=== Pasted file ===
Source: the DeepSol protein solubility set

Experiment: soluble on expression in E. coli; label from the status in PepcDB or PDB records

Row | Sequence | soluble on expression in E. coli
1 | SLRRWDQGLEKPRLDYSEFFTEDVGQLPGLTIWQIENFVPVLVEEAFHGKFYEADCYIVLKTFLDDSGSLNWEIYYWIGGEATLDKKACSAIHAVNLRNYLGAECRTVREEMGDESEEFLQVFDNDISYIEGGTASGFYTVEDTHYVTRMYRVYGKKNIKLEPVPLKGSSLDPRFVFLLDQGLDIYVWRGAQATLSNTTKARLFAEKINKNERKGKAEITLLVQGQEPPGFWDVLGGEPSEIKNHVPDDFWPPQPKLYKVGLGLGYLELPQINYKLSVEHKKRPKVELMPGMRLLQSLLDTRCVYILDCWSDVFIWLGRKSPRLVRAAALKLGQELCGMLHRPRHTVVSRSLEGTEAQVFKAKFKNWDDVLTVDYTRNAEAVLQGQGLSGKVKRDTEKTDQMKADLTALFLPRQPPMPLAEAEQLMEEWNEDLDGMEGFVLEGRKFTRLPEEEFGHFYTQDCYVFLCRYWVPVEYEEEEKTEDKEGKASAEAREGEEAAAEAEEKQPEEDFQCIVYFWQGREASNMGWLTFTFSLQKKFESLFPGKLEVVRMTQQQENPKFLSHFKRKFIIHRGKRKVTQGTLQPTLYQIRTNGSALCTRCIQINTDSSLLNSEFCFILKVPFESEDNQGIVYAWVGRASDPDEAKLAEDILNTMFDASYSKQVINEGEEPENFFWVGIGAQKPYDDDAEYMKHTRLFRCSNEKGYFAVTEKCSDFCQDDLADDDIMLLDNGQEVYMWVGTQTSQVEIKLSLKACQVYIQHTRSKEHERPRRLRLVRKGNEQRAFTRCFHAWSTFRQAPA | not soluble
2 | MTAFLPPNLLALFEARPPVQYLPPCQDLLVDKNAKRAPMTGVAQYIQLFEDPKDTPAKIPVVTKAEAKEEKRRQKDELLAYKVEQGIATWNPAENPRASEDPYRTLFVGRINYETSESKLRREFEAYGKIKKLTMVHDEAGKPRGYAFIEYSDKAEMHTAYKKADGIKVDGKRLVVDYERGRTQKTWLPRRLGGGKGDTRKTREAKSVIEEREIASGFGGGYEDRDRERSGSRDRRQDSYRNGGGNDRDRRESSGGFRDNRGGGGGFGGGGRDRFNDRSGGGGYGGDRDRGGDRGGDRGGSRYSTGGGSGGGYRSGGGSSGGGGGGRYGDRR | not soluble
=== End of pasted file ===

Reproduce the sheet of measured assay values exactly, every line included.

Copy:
Source: the DeepSol protein solubility set

Experiment: soluble on expression in E. coli; label from the status in PepcDB or PDB records

Row | Sequence | soluble on expression in E. coli
1 | SLRRWDQGLEKPRLDYSEFFTEDVGQLPGLTIWQIENFVPVLVEEAFHGKFYEADCYIVLKTFLDDSGSLNWEIYYWIGGEATLDKKACSAIHAVNLRNYLGAECRTVREEMGDESEEFLQVFDNDISYIEGGTASGFYTVEDTHYVTRMYRVYGKKNIKLEPVPLKGSSLDPRFVFLLDQGLDIYVWRGAQATLSNTTKARLFAEKINKNERKGKAEITLLVQGQEPPGFWDVLGGEPSEIKNHVPDDFWPPQPKLYKVGLGLGYLELPQINYKLSVEHKKRPKVELMPGMRLLQSLLDTRCVYILDCWSDVFIWLGRKSPRLVRAAALKLGQELCGMLHRPRHTVVSRSLEGTEAQVFKAKFKNWDDVLTVDYTRNAEAVLQGQGLSGKVKRDTEKTDQMKADLTALFLPRQPPMPLAEAEQLMEEWNEDLDGMEGFVLEGRKFTRLPEEEFGHFYTQDCYVFLCRYWVPVEYEEEEKTEDKEGKASAEAREGEEAAAEAEEKQPEEDFQCIVYFWQGREASNMGWLTFTFSLQKKFESLFPGKLEVVRMTQQQENPKFLSHFKRKFIIHRGKRKVTQGTLQPTLYQIRTNGSALCTRCIQINTDSSLLNSEFCFILKVPFESEDNQGIVYAWVGRASDPDEAKLAEDILNTMFDASYSKQVINEGEEPENFFWVGIGAQKPYDDDAEYMKHTRLFRCSNEKGYFAVTEKCSDFCQDDLADDDIMLLDNGQEVYMWVGTQTSQVEIKLSLKACQVYIQHTRSKEHERPRRLRLVRKGNEQRAFTRCFHAWSTFRQAPA | not soluble
2 | MTAFLPPNLLALFEARPPVQYLPPCQDLLVDKNAKRAPMTGVAQYIQLFEDPKDTPAKIPVVTKAEAKEEKRRQKDELLAYKVEQGIATWNPAENPRASEDPYRTLFVGRINYETSESKLRREFEAYGKIKKLTMVHDEAGKPRGYAFIEYSDKAEMHTAYKKADGIKVDGKRLVVDYERGRTQKTWLPRRLGGGKGDTRKTREAKSVIEEREIASGFGGGYEDRDRERSGSRDRRQDSYRNGGGNDRDRRESSGGFRDNRGGGGGFGGGGRDRFNDRSGGGGYGGDRDRGGDRGGDRGGSRYSTGGGSGGGYRSGGGSSGGGGGGRYGDRR | not soluble